In recognition of Black History Month 2023, we are celebrating and sharing the stories of Black leaders and colleagues from across The SR Group and our networks. We are delighted to have been able to interview Willie Grant, Global Head Human Resources at CooperSurgical.
How can corporations create an ecosystem based on DEI to specifically benefit Black communities?
It is simple, ask a group of Black employees what they need. Engage with them in a conversation. Every company is different and the ecosystem should be based on the needs of the company and employees. Build and nurture an environment that is supportive, provides recognition and provides a fair opportunity to compete. The approach has to be led by senior leaders and supported by the next level down. The middle management level is where the ecosystem starts to break down if metrics are in place to hold the organization accountable.
What challenges have you faced during your career journey as a Black leader, and how have you overcome some of these?
I would say there are two challenges that I faced during my career journey. The first one, was early into my career. I would wait until everyone spoke in the room before I said anything. I wouldn’t interrupt people who were talking and would wait until they would finish their point, however, by that time someone else would start speaking. I had a manager say, “when you speak up, you are very insightful and on point. I need you to speak up more often and lead from the front.” Now, I have no problem interrupting people, speaking first or last or having a dissenting point of view. The second challenge was later in my career. I was not promoted to Vice President when I thought my work and the scope of my role supported it. My manager at the time, shared with me that at the VP level, in addition to your skills and capabilities, people at that level and above need to “see” you as one of them. And a senior leader told her, that I used too many colloquiums. And from that point on, I would modify my approach to the audience I was addressing. Now, I am who I am and I may not be for everyone and I am ok with that.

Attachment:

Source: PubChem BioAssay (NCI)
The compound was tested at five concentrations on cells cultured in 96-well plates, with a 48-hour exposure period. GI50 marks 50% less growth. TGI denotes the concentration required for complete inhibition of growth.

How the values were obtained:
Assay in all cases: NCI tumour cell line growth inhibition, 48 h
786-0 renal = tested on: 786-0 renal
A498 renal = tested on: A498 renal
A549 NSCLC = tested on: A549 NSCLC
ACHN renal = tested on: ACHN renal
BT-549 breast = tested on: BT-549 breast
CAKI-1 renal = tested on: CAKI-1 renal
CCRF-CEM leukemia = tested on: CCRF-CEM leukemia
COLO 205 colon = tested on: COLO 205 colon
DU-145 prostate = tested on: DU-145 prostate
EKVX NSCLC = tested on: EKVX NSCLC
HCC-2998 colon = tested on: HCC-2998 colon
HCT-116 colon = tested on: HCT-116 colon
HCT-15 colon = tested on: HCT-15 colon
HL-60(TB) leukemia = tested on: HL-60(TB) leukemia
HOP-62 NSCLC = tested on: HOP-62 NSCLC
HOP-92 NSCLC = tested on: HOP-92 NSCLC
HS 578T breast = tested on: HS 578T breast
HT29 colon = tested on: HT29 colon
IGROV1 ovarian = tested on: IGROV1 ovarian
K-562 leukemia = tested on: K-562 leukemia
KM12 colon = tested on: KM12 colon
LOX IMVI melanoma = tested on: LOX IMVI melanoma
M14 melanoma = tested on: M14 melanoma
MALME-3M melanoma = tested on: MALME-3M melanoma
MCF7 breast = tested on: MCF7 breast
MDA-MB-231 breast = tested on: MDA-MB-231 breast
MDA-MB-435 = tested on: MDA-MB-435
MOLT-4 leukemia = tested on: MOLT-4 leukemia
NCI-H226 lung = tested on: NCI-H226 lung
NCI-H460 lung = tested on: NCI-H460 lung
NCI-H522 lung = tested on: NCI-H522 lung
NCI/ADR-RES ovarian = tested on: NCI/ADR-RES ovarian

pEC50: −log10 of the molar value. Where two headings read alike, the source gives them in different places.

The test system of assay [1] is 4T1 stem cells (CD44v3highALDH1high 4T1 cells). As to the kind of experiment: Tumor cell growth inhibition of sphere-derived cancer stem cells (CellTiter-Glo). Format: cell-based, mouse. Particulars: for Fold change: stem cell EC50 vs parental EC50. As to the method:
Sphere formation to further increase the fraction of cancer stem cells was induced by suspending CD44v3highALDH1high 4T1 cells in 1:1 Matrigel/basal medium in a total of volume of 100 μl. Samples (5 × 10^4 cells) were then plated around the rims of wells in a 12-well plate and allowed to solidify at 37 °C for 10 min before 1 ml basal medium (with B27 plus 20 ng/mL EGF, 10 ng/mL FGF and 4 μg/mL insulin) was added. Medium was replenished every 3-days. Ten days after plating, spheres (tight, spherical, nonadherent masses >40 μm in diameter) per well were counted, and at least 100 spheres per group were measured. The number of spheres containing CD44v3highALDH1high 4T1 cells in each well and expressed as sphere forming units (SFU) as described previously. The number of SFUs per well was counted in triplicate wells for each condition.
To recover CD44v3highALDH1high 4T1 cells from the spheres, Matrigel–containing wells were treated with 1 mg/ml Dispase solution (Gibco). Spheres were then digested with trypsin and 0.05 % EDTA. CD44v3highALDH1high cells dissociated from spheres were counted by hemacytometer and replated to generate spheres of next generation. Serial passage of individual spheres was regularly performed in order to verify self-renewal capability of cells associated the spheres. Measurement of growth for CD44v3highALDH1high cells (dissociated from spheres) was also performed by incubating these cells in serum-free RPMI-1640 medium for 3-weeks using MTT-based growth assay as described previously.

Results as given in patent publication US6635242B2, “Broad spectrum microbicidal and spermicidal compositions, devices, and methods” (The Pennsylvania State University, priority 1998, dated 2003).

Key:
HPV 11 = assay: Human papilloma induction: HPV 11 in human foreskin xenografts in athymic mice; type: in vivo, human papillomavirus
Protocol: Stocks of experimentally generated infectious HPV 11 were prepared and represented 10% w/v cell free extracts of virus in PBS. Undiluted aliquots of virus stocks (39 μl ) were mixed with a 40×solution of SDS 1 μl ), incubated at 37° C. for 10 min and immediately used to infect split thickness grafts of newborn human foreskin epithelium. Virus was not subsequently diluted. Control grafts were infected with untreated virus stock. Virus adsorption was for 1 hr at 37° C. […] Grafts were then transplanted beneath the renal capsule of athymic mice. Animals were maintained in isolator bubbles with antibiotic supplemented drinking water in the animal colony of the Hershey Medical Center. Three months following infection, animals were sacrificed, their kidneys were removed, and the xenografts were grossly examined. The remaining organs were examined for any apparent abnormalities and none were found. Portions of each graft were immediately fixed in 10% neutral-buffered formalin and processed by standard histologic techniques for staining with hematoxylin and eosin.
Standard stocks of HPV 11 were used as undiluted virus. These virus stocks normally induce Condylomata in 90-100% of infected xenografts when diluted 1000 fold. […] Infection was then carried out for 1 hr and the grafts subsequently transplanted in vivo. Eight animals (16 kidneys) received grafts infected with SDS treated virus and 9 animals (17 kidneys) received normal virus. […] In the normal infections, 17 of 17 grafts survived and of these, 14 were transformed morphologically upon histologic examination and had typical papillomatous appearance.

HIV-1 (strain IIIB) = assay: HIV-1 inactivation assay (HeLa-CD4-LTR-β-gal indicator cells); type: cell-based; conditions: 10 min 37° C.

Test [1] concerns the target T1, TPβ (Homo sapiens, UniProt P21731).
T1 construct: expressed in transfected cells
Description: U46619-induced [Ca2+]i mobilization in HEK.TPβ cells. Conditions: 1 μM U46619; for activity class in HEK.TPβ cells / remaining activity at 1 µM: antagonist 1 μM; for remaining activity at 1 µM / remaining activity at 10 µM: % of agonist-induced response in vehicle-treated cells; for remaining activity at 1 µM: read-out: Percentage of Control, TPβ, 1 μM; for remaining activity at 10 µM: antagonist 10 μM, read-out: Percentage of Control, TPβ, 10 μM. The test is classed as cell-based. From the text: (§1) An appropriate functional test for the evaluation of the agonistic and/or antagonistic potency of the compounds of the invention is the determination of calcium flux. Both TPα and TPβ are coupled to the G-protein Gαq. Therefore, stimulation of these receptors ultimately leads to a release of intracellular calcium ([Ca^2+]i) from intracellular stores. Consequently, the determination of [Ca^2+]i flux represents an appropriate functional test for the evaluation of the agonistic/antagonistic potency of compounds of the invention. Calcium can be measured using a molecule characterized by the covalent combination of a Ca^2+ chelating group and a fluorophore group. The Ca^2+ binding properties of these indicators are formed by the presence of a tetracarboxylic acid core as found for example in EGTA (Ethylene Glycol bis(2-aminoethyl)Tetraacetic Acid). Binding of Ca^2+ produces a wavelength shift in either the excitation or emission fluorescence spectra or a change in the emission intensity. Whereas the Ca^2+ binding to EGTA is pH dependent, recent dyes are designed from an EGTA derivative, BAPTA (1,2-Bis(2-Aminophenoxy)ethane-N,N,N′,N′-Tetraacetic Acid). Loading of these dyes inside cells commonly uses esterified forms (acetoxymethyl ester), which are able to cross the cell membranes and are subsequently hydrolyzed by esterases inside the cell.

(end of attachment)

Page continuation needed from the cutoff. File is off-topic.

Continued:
How has hybrid working impacted Black workers specifically (and/or historically excluded/historically underrepresented groups) and equity among workers? Have these impacts been positive, negative, or a bit of both?
I believe hybrid work has both positive and negative impacts to and on Black workers. It has had a positive impact by allowing space for employees to have better control over their home and work responsibilities. Additionally, it has created an environment where Black workers feel free to be themselves. There is this concept of “code switching” where I must be someone else in the office. This can have an emotional toll on BIPOC workers. A hybrid work environment allows people to take a break from code switching. Hybrid has had or can have a perceived negative impact on BIPOC workers, particularly new hires, as they may feel they are missing out on the informal networking opportunities you get when you are in the office. There is a concern that I will not be given the prime project or be considered for promotion if I am not seen. There is a perspective of “your work will speak for itself” that does not always ring true with the BIPOC community and there is a belief that face time with your peers and leaders are important. This thought could have a negative impact on retention, well-being and performance.
Any advice for early career talent within the Black community who are navigating the workforce?
The advice that I would give to early career talent is the following:
– Act like you belong in the room, because you do
– Always contribute to a meeting. Don’t talk just to talk, ensure you are contributing and furthering the discussion
– It is ok to disagree with someone without being disagreeable
– Take the tough assignments, you will learn and grow like never before
– Don’t be afraid to ask for what you want. Closed mouths don’t get fed
– And lastly, I would advise early career talent to seek out a mentor, a sponsor as well as develop their own personal Board of Directors
How do aspiring Black leaders secure their rightful seat at the table?
You should always contribute to the discussion. Irrespective of who is in the room. Often time, aspiring Black leaders will defer to the most senior person in the room as a sign of respect. That approach is ok some of the time, not all of the time. Bring ideas and advance the discussion in any room you are in. And deliver on what you say you are going to deliver, when you say you are going to deliver it, if not sooner.